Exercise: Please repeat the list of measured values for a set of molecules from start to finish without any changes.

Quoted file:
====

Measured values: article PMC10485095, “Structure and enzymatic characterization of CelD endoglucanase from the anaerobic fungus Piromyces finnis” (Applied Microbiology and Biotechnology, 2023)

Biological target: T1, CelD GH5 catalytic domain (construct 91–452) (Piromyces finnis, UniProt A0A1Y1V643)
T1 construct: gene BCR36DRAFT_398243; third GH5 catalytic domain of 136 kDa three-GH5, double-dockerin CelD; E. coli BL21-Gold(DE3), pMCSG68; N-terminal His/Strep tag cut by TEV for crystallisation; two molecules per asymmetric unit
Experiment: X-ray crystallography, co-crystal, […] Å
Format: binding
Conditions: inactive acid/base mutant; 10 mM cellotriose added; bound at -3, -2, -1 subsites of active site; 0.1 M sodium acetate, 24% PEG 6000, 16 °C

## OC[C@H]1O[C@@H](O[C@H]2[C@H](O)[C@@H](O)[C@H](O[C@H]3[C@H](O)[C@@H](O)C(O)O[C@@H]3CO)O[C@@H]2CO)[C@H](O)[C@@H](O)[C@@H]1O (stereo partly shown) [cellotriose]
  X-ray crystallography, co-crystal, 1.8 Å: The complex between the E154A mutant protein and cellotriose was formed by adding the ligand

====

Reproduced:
Measured values: article PMC10485095, “Structure and enzymatic characterization of CelD endoglucanase from the anaerobic fungus Piromyces finnis” (Applied Microbiology and Biotechnology, 2023)

Biological target: T1, CelD GH5 catalytic domain (construct 91–452) (Piromyces finnis, UniProt A0A1Y1V643)
T1 construct: gene BCR36DRAFT_398243; third GH5 catalytic domain of 136 kDa three-GH5, double-dockerin CelD; E. coli BL21-Gold(DE3), pMCSG68; N-terminal His/Strep tag cut by TEV for crystallisation; two molecules per asymmetric unit
Experiment: X-ray crystallography, co-crystal, […] Å
Format: binding
Conditions: inactive acid/base mutant; 10 mM cellotriose added; bound at -3, -2, -1 subsites of active site; 0.1 M sodium acetate, 24% PEG 6000, 16 °C

## OC[C@H]1O[C@@H](O[C@H]2[C@H](O)[C@@H](O)[C@H](O[C@H]3[C@H](O)[C@@H](O)C(O)O[C@@H]3CO)O[C@@H]2CO)[C@H](O)[C@@H](O)[C@@H]1O (stereo partly shown) [cellotriose]
  X-ray crystallography, co-crystal, 1.8 Å: The complex between the E154A mutant protein and cellotriose was formed by adding the ligand